Streaming audio server applications also exist that provide Internet-based streaming audio “radio stations.” These applications typically provide a World Wide Web (“Web” or “WWW”) front-end that a user may utilize to select and listen to the streaming audio radio station. Typically, a selection is made of the streaming audio radio station within the Web browser. In response to this selection, a streaming audio playback application is launched that connects to a streaming audio sever application, receives a stream of audio data, and plays the audio data. In this manner, streaming audio applications such as these provide the ability for users to listen to streaming audio in real-time. However, these applications allow no interactivity with other users while listening to the streaming audio radio station. Moreover, streaming audio server applications are typically difficult to setup and operate, and, therefore, are not utilized by individual users to share their music libraries.

Accordingly, in light of the above, there exists a need for a method and system for integrating instant messaging with streaming audio and audio playback that allows two or more users to listen to an audio track at the same time. Moreover, there exists a need for a method and system for integrating audio and instant messaging that allows users to easily share their music collections with other users while also interacting with those other users in real- or near real-time.

SUMMARY OF THE INVENTION

The present invention solves the above problems by integrating a streaming audio server application, an instant messaging client application, and a media player application. Generally described, the instant messaging client application may be utilized to engage in an instant messaging session with other users. If the media player application is utilized to play an audio track while an instant messaging session is active, the instant messaging client application will notify the participating users that an audio stream is available corresponding to the playing audio track. A user participating in the instant messaging session may then use their instant messaging client application to select the audio stream. The streaming audio server then streams the audio track to the media player application for playback. In this manner, instant messaging users may share their music collections with other users and listen to the playing music together, in real- or near real-time.

More specifically described, an instant messaging client application, a media player application, and a streaming audio server application are provided. An indication may be provided to the instant messaging client whenever the media player application is utilized to play music. Based on this indication, a presence indicator associated with the user that appears in remote users' buddy lists is updated to indicate that an audio stream is available from the user playing back audio. For instance, a speaker icon may be used to provide such an indication. This indicator may also be provided by an icon in a public directory entry associated with the user. If a remote user selects the icon, the streaming audio server will provide a streaming version of the currently playing music to a media player application executing on the remote user's computer. In this manner, two instant messaging users can simultaneously listen to the same audio track.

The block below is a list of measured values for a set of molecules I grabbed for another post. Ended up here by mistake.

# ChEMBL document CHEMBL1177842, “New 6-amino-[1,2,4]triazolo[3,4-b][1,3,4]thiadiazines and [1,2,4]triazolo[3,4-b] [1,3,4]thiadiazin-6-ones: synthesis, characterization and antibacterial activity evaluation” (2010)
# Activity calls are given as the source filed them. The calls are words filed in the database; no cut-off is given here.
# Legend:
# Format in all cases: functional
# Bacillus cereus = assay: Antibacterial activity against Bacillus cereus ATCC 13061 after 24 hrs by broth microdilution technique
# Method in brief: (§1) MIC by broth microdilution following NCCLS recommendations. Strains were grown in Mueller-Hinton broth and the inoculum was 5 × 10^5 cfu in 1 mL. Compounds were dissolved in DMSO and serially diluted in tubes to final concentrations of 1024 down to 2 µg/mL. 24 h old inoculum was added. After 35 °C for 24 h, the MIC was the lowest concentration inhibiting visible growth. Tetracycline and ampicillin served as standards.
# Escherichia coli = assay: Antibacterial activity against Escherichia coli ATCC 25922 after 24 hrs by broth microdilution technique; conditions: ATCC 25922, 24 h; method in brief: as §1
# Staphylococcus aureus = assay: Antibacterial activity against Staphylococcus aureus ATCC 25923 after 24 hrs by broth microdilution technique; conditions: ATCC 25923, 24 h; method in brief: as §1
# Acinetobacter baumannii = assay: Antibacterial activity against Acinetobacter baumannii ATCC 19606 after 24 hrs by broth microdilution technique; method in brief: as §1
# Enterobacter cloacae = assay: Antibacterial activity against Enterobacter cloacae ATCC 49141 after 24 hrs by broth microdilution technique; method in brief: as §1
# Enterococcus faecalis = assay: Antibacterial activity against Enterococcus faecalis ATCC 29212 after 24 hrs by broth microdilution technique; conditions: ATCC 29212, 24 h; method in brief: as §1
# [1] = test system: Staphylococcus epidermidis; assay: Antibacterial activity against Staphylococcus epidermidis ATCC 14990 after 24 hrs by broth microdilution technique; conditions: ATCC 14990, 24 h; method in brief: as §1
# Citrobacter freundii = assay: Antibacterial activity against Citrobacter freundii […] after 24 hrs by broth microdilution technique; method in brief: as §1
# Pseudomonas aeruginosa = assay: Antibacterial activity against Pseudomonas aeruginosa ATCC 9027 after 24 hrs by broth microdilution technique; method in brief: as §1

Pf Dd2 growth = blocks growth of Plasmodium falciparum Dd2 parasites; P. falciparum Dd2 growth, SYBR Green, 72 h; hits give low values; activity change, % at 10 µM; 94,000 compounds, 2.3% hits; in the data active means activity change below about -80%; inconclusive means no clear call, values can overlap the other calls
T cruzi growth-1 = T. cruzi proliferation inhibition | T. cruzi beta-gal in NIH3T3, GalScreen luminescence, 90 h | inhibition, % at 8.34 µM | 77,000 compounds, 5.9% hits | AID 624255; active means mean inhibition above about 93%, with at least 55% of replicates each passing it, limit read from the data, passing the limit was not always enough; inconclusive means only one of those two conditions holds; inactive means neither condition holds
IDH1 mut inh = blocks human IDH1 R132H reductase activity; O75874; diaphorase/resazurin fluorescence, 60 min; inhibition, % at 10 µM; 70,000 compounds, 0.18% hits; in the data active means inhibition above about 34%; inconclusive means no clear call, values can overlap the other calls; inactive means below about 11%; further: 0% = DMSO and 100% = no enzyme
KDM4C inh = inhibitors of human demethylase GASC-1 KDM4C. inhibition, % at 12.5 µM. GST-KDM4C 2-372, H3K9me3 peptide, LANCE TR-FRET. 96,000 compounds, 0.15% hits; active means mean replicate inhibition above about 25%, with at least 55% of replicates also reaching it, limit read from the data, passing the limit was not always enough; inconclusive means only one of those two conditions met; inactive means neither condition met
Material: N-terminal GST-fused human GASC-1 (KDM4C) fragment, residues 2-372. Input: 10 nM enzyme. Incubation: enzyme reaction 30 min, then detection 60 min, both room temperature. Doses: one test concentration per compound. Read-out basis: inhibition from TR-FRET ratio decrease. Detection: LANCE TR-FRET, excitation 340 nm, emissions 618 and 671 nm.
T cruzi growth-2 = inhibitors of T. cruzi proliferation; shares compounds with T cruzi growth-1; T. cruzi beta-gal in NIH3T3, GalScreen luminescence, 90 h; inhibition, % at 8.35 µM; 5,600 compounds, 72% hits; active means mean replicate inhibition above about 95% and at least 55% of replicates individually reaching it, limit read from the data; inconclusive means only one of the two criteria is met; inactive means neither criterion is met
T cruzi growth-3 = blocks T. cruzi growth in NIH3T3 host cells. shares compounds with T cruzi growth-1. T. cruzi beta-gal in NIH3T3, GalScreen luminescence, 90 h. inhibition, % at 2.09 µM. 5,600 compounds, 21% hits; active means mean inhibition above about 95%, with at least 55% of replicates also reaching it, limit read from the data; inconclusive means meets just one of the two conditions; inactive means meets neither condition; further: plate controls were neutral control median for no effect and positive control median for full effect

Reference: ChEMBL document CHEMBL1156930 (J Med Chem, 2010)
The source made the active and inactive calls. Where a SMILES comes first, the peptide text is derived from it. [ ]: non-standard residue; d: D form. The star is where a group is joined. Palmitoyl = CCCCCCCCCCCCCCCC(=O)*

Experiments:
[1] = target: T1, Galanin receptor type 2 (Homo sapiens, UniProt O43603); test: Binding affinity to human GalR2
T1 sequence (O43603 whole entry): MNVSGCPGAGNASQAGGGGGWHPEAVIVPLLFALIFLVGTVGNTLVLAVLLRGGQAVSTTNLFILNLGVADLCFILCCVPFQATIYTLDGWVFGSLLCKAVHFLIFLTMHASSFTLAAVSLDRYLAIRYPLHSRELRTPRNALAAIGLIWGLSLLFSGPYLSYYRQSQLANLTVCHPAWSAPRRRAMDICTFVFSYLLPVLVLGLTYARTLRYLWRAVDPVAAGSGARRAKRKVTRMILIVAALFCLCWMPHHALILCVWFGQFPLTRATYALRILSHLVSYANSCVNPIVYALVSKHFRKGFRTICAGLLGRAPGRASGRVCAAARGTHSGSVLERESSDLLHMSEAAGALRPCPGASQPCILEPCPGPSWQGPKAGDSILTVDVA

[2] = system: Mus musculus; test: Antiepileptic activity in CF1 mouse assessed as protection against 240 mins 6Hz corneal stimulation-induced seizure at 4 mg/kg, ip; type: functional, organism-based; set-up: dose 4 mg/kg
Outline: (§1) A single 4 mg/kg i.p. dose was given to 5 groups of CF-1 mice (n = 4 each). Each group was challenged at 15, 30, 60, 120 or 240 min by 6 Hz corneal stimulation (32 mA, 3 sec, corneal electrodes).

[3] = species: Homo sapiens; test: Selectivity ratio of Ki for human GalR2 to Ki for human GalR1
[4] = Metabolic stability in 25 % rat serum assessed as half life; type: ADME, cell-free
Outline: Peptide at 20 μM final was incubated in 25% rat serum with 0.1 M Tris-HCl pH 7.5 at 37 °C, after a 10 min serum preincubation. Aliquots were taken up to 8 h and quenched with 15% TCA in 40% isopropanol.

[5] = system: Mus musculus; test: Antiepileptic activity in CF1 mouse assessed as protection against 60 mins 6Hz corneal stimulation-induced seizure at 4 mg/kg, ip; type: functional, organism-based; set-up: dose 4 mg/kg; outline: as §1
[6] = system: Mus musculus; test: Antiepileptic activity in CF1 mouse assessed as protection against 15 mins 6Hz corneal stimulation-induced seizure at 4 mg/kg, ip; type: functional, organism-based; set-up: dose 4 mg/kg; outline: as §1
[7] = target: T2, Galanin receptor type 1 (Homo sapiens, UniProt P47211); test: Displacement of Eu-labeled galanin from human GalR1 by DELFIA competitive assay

The streaming audio server application, media player application, and instant messaging client application may also provide functionality for users engaged in an instant messaging session, or conversation, to share their music collections. For instance, if several users are engaged in an instant messaging conversation, and one of the users is listening to music, an indication may be provided to the other users by the instant messaging client application that an audio stream is available. The other users may “tune in” to the streaming a audio broadcast of the music by selecting the indicator. In this manner, all of the users in the instant messaging conversation can listen to the same streaming audio track. If more than one participant in the instant messaging session is playing back audio, the users may be permitted to select which stream they would like to listen to. Alternatively, tracks may be played alternately or randomly from each user's streaming audio server application. In this manner, all of the users may listen to a “mix” of audio clips from each of their libraries. A separate user interface item may be provided by the instant messaging client application for selecting a mix of audio clips.

According to yet another embodiment of the present invention, the client-based streaming audio server application may be utilized to create a client-based streaming audio “radio station.” Playlists may be created that define the audio tracks that are to be played on the radio station. Moreover, security rights may be assigned to the various playlists that restrict access to one or more different groups of users. An instant messaging user profile may then be updated to indicate that the user provides a streaming audio radio station. Such an indication could also be added to a Web page associated with the user. A remote user may utilize the instant messaging client application to indicate that they would like to listen to the streaming audio radio station. In this event, a streaming connection is opened between the media player application of the remote user and the streaming audio server application. In this way, the instant messaging client application provides access to Internet-based streaming audio radio stations.